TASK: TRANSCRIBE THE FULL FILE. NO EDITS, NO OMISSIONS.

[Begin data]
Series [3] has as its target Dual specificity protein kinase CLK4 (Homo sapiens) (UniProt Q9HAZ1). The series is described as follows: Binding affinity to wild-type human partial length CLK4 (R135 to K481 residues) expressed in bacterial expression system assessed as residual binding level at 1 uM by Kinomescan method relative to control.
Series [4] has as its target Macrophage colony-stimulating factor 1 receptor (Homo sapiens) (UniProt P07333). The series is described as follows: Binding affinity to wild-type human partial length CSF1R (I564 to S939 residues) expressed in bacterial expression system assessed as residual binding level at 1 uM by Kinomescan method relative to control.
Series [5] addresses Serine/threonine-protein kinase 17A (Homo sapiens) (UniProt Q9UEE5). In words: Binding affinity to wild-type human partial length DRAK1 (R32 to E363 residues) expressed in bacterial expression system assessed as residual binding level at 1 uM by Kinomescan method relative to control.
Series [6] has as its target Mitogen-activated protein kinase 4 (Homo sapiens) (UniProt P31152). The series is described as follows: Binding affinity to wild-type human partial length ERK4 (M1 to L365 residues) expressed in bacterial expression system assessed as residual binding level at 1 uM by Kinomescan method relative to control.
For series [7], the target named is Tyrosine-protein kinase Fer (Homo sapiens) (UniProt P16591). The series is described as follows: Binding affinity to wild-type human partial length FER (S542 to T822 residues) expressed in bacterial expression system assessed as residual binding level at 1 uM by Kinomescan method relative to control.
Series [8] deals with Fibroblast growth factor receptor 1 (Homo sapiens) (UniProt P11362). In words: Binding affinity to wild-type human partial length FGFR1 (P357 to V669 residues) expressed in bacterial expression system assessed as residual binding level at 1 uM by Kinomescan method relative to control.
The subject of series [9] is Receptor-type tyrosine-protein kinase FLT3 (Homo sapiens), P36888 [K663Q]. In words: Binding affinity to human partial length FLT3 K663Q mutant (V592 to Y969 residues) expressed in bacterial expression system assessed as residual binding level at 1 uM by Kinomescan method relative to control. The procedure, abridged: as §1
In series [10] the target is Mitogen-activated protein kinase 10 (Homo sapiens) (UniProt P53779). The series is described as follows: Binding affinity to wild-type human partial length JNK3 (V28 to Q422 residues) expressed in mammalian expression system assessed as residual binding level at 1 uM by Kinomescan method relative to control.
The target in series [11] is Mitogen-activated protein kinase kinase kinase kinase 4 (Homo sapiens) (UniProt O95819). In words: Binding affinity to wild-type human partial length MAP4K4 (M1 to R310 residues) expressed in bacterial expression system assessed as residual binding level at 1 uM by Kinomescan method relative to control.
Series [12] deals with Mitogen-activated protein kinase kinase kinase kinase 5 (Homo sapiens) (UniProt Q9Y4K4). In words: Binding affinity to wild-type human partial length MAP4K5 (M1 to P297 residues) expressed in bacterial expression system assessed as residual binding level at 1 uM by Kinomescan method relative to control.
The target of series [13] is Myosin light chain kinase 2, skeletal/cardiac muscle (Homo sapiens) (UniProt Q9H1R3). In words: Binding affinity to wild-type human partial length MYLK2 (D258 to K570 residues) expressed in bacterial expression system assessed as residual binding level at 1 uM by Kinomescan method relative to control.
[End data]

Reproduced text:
Series [3] has as its target Dual specificity protein kinase CLK4 (Homo sapiens) (UniProt Q9HAZ1). The series is described as follows: Binding affinity to wild-type human partial length CLK4 (R135 to K481 residues) expressed in bacterial expression system assessed as residual binding level at 1 uM by Kinomescan method relative to control.
Series [4] has as its target Macrophage colony-stimulating factor 1 receptor (Homo sapiens) (UniProt P07333). The series is described as follows: Binding affinity to wild-type human partial length CSF1R (I564 to S939 residues) expressed in bacterial expression system assessed as residual binding level at 1 uM by Kinomescan method relative to control.
Series [5] addresses Serine/threonine-protein kinase 17A (Homo sapiens) (UniProt Q9UEE5). In words: Binding affinity to wild-type human partial length DRAK1 (R32 to E363 residues) expressed in bacterial expression system assessed as residual binding level at 1 uM by Kinomescan method relative to control.
Series [6] has as its target Mitogen-activated protein kinase 4 (Homo sapiens) (UniProt P31152). The series is described as follows: Binding affinity to wild-type human partial length ERK4 (M1 to L365 residues) expressed in bacterial expression system assessed as residual binding level at 1 uM by Kinomescan method relative to control.
For series [7], the target named is Tyrosine-protein kinase Fer (Homo sapiens) (UniProt P16591). The series is described as follows: Binding affinity to wild-type human partial length FER (S542 to T822 residues) expressed in bacterial expression system assessed as residual binding level at 1 uM by Kinomescan method relative to control.
Series [8] deals with Fibroblast growth factor receptor 1 (Homo sapiens) (UniProt P11362). In words: Binding affinity to wild-type human partial length FGFR1 (P357 to V669 residues) expressed in bacterial expression system assessed as residual binding level at 1 uM by Kinomescan method relative to control.
The subject of series [9] is Receptor-type tyrosine-protein kinase FLT3 (Homo sapiens), P36888 [K663Q]. In words: Binding affinity to human partial length FLT3 K663Q mutant (V592 to Y969 residues) expressed in bacterial expression system assessed as residual binding level at 1 uM by Kinomescan method relative to control. The procedure, abridged: as §1
In series [10] the target is Mitogen-activated protein kinase 10 (Homo sapiens) (UniProt P53779). The series is described as follows: Binding affinity to wild-type human partial length JNK3 (V28 to Q422 residues) expressed in mammalian expression system assessed as residual binding level at 1 uM by Kinomescan method relative to control.
The target in series [11] is Mitogen-activated protein kinase kinase kinase kinase 4 (Homo sapiens) (UniProt O95819). In words: Binding affinity to wild-type human partial length MAP4K4 (M1 to R310 residues) expressed in bacterial expression system assessed as residual binding level at 1 uM by Kinomescan method relative to control.
Series [12] deals with Mitogen-activated protein kinase kinase kinase kinase 5 (Homo sapiens) (UniProt Q9Y4K4). In words: Binding affinity to wild-type human partial length MAP4K5 (M1 to P297 residues) expressed in bacterial expression system assessed as residual binding level at 1 uM by Kinomescan method relative to control.
The target of series [13] is Myosin light chain kinase 2, skeletal/cardiac muscle (Homo sapiens) (UniProt Q9H1R3). In words: Binding affinity to wild-type human partial length MYLK2 (D258 to K570 residues) expressed in bacterial expression system assessed as residual binding level at 1 uM by Kinomescan method relative to control.